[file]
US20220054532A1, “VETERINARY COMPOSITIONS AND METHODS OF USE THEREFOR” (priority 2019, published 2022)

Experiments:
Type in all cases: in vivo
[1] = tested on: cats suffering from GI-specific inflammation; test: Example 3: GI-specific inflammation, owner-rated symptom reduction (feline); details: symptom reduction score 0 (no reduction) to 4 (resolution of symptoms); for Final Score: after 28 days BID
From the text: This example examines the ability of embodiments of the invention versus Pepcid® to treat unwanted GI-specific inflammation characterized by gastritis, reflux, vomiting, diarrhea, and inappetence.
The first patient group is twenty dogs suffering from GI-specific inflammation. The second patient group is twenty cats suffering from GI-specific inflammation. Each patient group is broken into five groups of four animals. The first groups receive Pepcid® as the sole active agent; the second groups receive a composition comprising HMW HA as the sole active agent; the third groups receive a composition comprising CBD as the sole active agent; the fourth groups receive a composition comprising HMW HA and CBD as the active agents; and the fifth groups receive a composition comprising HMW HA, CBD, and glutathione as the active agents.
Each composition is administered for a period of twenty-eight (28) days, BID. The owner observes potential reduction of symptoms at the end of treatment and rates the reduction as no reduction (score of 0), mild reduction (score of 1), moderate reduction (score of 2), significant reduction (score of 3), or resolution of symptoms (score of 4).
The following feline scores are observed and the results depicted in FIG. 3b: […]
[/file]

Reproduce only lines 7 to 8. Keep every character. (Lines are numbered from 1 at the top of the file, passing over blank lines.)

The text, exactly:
Each composition is administered for a period of twenty-eight (28) days, BID. The owner observes potential reduction of symptoms at the end of treatment and rates the reduction as no reduction (score of 0), mild reduction (score of 1), moderate reduction (score of 2), significant reduction (score of 3), or resolution of symptoms (score of 4).
The following feline scores are observed and the results depicted in FIG. 3b: […]